In this article, we report a patient who presented with a monophasic hyperintense pontine lesion and ocular findings in the setting of a hyperthyroid state, and further discuss the underlying mechanisms.

Case Report

A 47-year-old female presented with primary complaint of oblique diplopia. The past medical and family history was non-remarkable. Her neurological examination revealed right lower extremity weakness (medical research council score of +4/5), however, cerebellar and sensory findings were normal, plantar reflexes, deep tendon reflexes were normoactive. Neuroophthalmological evaluation of the patient showed normal visual acuity {VA: 20/20 OD (right) and 20/20 OS (left)} and color vision (ISH 11/11 OU), fundus exam did not show any abnormality. However, further exam showed mild proptosis with Hertel exophthalmometric measures as: 20 OS, 24 OD, and restricted supraduction, adduction OD in extraocular eye movements.

Blood tests including complete biochemistry, metabolic panel including Na, K, Ca, and Mg levels, hematologic, liver and renal function tests, angiotensin converting enzyme levels (ACE), immunological and serological tests, and markers for vasculitis were all within normal limits. Lumbar puncture was performed and cerebrospinal fluid (CSF) evaluations did not reveal any abnormalities. Thyroid function tests were abnormal including elevated thyroid hormone levels (T3: 5.7 pg/ml, N: 1.71-3.71, T4: 3.15 ng/dl, N: 0.70-1.48) and decreased thyroid stimulating hormone levels (TSH: 0.008 iIU/ml, N: 0.35-4.94); thyroid-stimulating immunoglobulin was in upper limits (120%), however, anti-TPO level was normal (2.8 IU/ml, N: 0.00-5.61). Brain MRI revealed a heterogeneous hyperintense pontine lesion on T2-weighted and FLAIR images, however, no contrast enhancement was observed. The lesion was evaluated to have demyelinating nature rather than an ischemic process (Figure).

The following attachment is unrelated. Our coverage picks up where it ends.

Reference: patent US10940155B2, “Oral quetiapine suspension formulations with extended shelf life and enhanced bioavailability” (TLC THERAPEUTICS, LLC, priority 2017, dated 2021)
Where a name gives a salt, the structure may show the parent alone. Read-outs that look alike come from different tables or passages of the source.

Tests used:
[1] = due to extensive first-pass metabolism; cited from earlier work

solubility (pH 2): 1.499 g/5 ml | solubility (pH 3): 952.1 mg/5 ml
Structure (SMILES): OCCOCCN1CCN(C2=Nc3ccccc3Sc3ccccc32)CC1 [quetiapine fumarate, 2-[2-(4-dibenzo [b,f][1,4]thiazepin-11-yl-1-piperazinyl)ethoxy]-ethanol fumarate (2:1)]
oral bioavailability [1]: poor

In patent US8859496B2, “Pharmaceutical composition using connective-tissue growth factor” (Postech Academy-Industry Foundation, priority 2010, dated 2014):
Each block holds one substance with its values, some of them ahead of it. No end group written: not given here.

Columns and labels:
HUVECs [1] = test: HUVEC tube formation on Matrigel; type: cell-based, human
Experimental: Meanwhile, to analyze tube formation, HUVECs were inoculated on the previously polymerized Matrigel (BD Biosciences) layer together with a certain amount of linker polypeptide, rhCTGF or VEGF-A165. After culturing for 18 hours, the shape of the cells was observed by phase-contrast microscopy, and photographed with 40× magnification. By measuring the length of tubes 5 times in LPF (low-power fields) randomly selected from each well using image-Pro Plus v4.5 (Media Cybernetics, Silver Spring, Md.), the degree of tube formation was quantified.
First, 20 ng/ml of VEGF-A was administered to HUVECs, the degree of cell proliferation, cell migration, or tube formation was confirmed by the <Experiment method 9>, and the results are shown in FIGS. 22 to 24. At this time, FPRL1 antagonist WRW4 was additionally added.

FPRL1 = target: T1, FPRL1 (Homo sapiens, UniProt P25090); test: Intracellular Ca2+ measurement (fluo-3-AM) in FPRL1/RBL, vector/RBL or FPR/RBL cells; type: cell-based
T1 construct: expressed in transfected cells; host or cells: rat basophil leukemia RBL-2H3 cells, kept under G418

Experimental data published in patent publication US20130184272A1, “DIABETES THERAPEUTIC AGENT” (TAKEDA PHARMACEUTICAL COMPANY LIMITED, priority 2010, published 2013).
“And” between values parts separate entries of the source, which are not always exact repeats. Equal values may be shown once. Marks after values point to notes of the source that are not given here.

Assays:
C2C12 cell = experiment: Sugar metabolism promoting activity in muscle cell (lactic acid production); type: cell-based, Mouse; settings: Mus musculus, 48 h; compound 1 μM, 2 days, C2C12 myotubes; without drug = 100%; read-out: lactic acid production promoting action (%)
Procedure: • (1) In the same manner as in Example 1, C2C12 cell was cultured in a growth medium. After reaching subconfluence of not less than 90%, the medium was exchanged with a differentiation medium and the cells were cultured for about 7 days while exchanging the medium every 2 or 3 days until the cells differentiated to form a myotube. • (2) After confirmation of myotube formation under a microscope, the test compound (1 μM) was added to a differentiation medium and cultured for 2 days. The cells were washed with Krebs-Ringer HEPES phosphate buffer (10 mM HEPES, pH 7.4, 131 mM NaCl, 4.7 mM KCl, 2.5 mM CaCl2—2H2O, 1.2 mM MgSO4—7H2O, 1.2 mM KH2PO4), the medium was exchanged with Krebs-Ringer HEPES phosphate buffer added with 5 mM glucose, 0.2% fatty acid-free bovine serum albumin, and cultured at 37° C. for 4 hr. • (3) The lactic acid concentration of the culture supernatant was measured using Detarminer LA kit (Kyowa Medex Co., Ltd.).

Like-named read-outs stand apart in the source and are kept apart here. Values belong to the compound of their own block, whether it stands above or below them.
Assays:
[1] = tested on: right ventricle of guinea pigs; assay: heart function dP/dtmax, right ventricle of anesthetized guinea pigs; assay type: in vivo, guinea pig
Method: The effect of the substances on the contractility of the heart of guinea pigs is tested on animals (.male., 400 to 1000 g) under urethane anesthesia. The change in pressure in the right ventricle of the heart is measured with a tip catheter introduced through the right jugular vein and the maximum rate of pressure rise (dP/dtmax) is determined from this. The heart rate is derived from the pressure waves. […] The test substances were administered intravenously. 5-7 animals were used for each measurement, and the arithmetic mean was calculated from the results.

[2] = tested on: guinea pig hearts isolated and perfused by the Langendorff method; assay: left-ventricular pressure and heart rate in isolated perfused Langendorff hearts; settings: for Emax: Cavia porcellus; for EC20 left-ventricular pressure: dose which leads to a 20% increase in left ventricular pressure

The patient was admitted to the hospital and methylprednisolone (1000 mg, infusion, 3 days) and anti-thyroid treatments were initiated. After completion of the pulse therapy, the patient was on oral prednisolone that was gradually tapered. At discharge, 2 weeks after initiation of therapy, the patient's complaints mostly resolved. The final neurological examination revealed mild supraduction and restriction of adduction OD as well as improved proptosis (Hertel exophthalmometric exam: 20 OS, 22 OD). At the 6-month follow-up, thyroid function tests normalized (T3: 2.5, T4: 1.2, TSH: 2.44). The neuro-ophthalmological evaluation still revealed mild limitation in adduction and supraduction OD and, proptosis remained to be improved (Hertel exophthalmometric exam: 20 OS, 22 OD). No additional changes in extra-ocular eye movements were observed and the follow-up cranial MRI revealed that the hyperintense pontine lesion observed on T2 and FLAIR images on previous evaluations completely alleviated (Figure 1).